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TRAINING MANAGERS ‘IS THE BEST WAY TO TACKLE WORKPLACE STRESS’

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TRAINING MANAGERS ‘IS THE BEST WAY TO TACKLE WORKPLACE STRESS’
  • More than half of EBCs report workplace stress rising at organisations
  • But nearly seven out of ten say there is no agreed best practice for stress management                                                                                        

Training managers to spot rising stress issues in the workplace before they become a business problem has the most impact on improving wellness, new research1 from MetLife Employee Benefits shows.

Its exclusive study found 71% of Employee Benefits Consultants (EBCs) rated investing in stress management training for managers the most effective technique for tackling workplace stress, over regularly used approaches such as free access to healthcare and counselling sessions.

Offering training to employees, identified as creating stressful environments for colleagues, was the second most effective approach, rated by 67% of EBCs. The study for MetLife, which is the UK’s third largest Group Life and fourth largest Group Income provider 2, found nearly three out of four (74%) of EBCs believe wellness monitoring is a major concern for businesses over the next two years.

Major employee health priorities for EBCs include li

More than half of EBCs (55%) reported a rise in mmits on working hours identified by 61% while 60% said mental health issues and increased working from home will be priorities for employers to address.ental health issues at organisations they work with and 72% believe employers need to understand more about the impact of stress and mental health at work.

There are signs the tide is turning – 52% of EBCs believe there is growing momentum among employers to address mental health. But a major barrier is that 69% of EBCs say there is no agreed best practice on how to tackle stress.

MetLife’s Group Income Protection includes a Wellbeing Hub offering confidential health and wellness services and tailored data insight reports to help pinpoint potential risks and issues with employee health and wellness. Line managers can access dedicated support to enable them to address day-to-day workplace challenges.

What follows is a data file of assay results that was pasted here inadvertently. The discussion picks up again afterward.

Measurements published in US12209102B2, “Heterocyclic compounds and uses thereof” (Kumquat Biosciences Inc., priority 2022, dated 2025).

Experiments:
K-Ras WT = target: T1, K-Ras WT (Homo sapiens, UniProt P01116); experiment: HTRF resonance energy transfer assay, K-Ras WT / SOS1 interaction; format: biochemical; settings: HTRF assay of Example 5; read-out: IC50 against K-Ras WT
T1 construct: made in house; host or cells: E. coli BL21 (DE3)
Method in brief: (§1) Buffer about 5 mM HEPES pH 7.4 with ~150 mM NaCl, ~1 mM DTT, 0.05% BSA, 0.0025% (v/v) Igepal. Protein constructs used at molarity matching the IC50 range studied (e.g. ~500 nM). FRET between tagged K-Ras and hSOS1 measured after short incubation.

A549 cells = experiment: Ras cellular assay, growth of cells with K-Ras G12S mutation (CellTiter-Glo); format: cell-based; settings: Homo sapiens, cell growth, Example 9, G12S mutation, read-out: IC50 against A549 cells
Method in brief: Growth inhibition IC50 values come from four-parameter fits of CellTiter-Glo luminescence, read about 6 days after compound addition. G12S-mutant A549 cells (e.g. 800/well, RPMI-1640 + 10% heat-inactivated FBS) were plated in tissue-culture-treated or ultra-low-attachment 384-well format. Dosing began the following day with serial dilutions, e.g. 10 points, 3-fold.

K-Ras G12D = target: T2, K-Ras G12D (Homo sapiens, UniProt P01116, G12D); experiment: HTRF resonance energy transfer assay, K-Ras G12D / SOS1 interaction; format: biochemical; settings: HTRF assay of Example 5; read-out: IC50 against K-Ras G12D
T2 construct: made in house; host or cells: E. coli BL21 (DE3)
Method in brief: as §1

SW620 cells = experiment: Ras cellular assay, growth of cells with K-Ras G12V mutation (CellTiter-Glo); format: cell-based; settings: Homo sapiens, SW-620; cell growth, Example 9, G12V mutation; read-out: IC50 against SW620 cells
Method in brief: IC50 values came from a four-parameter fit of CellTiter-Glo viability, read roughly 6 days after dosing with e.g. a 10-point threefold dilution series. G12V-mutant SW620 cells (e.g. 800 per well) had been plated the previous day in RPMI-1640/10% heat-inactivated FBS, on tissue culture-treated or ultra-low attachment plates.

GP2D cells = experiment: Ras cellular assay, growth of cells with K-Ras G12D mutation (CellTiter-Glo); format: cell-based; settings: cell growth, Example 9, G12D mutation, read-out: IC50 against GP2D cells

Adrian Matthews, Employee Benefits Director, MetLife UK said: “Tackling stress and wellness in the workplace does not need major investment as the most effective techniques identified by EBCs focus on individuals.

“Training managers to be able to address stress issues before they become a problem and helping individuals whose behaviour can cause stress are relatively simple initiatives which can make a major contribution to addressing wellness at work.

“It is encouraging that EBCs believe that momentum is building to address mental health at work but without agreement on best practice to tackle the issue making progress may be difficult.”

The research1 found just 44% of EBCs believe that optional counselling sessions are effective at tackling mental health issues while 59% say offering free access for staff to healthcare professionals is helpful.

EBCs are becoming increasingly interested in developing services to help employees improve their finances – around 50% say personal finance education and training at work is effective in enabling employees to cut stress and be more effective at work.

But around two out of three (66%) EBCs agree that employees remain very reluctant to discuss mental health issues at work and 55% say that discussing mental health and stress at work is career-limiting.

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Robinhood plans confidential IPO filing as soon as March – Bloomberg News

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Robinhood plans confidential IPO filing as soon as March - Bloomberg News 1

(Reuters) – Online brokerage Robinhood, at the centre of this year’s retail trading frenzy, is planning to file confidentially for an initial public offering as soon as March, Bloomberg News reported late on Friday, citing sources.

The California-based brokerage has held talks in the past week with underwriters about moving forward with a filing within weeks, Bloomberg said.

Robinhood did not immediately respond to a request for comment.